English Ivy, Hedera helix
Atlantic Ivy, Hedera hibernica
English Ivy is a plant that many people seem to like. This is really a plant they really ought to hate! While it is appreciated in landscaping as a dominant, evergreen groundcover and something you “don’t have to mow”, its ability to crowd out other plants is just what makes it so sinister in parks, natural areas, and forestlands.
English ivy was incorrectly named. Introduced as an ornamental in the 1700’s by European immigrants, they likely didn’t realize the plant actually originated from central Asia. It is now prolific in western Oregon, where it is considered very invasive. It can be found in eastern Oregon, as well, but is not able to compete as successfully in dry climates.
Atlantic ivy (Hedera hibernica) is also common in the Pacific Northwest. It originated on the European Atlantic coast. Subtle differences make it difficult to tell English ivy from Atlantic ivy. Many infestations of what is thought to be English ivy are actually the Atlantic variety.
The Oregon Department of Agriculture lists Hedera helix (aka English ivy) as a “Class B” noxious weed with economic importance and recommends it be managed and controlled.
Social, Economic, and Environmental impacts
Ivy creates a dense mat of vines and intertwines with understory shrubs, rapidly shading out the more desirable native vegetation. This can lead to greater chances of erosion as deeper rooted native plants are replaced by the more shallow rooted ivy. Its mature stage is triggered when it climbs into the crowns of trees and receives more light. It can then become a threat to the overstory host trees, causing windthrow or breakage of limbs due to its weight. The rapid transformation of a natural site caused by English ivy can degrade habitat and reduce the diversity of animals found there.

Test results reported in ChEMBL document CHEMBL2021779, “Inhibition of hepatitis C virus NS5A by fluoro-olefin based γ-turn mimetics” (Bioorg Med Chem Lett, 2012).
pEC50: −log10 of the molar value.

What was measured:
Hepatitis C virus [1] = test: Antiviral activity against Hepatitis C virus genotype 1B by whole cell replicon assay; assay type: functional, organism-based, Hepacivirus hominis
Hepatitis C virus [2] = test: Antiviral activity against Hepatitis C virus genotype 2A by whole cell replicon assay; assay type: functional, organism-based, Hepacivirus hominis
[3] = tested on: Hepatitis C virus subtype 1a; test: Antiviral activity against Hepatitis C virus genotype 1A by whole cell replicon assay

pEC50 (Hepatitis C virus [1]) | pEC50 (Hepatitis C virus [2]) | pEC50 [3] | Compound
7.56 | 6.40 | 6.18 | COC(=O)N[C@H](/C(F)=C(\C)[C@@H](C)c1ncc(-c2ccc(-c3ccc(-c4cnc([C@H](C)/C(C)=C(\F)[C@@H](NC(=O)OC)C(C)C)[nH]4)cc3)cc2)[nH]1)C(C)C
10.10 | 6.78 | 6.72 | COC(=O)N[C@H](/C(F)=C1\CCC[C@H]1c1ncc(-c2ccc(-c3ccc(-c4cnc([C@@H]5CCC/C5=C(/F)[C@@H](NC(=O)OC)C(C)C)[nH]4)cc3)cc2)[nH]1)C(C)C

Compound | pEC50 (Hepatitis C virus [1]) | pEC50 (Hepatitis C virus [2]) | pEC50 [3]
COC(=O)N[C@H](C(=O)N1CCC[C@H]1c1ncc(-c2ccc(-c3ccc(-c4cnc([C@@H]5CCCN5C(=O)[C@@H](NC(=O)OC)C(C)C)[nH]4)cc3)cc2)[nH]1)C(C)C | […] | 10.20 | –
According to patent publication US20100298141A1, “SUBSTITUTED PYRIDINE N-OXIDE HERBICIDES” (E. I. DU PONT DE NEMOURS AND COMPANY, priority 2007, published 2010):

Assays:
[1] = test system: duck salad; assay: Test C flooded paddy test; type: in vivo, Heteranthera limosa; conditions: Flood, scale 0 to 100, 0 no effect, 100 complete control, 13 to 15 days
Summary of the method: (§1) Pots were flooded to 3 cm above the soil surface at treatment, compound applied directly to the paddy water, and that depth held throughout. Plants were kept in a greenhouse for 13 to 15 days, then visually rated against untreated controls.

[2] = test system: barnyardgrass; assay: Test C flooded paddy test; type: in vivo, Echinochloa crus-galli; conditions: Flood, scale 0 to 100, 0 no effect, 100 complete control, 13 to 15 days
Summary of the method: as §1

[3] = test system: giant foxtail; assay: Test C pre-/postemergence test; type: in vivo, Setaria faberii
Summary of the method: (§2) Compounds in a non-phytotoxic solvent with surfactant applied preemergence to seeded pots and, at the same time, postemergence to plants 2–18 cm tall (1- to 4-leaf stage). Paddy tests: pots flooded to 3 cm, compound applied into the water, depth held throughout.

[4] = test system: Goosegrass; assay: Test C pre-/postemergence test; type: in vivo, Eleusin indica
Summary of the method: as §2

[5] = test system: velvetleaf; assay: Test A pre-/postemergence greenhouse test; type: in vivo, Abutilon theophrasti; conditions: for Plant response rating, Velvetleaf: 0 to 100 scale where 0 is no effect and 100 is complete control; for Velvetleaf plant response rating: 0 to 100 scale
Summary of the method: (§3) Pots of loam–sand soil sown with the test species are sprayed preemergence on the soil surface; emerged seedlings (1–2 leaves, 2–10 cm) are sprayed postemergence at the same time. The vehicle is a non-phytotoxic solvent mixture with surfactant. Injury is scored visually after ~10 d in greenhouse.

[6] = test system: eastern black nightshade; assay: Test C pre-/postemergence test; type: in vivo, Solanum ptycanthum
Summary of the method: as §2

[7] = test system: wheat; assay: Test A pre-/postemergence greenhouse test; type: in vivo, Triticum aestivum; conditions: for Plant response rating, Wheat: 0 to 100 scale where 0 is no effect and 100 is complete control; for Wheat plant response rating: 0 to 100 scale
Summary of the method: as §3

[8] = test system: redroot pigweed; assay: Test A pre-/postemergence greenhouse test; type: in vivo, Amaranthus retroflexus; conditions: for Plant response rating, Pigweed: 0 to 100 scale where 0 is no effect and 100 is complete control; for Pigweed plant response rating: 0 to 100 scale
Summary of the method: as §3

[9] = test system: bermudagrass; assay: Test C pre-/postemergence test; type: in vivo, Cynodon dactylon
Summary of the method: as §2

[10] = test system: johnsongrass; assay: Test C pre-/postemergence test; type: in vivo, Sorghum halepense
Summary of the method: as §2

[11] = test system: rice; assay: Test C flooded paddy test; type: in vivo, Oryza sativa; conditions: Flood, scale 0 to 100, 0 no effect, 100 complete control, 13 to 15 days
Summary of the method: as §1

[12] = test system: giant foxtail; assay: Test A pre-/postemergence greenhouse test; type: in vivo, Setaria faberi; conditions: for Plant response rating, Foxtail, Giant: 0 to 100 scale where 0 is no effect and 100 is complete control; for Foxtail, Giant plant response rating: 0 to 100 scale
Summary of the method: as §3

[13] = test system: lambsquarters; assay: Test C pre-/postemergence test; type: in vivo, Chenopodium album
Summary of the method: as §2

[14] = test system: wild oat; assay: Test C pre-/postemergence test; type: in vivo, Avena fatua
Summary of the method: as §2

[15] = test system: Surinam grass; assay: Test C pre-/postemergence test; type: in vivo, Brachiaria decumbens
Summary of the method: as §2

Leaves and berries can be toxic to humans and cattle if eaten. Some people are sensitive to contact with the leaves and get dermatitis.
The cost of control in some parks and natural areas has been reported as much as $3,000 per acre.
Habitat and Biology
English ivy prefers moist soils in areas with summer shade and winter sunlight. It can most commonly be found in disturbed sites of natural areas, parks, woodlands, and along stream corridors.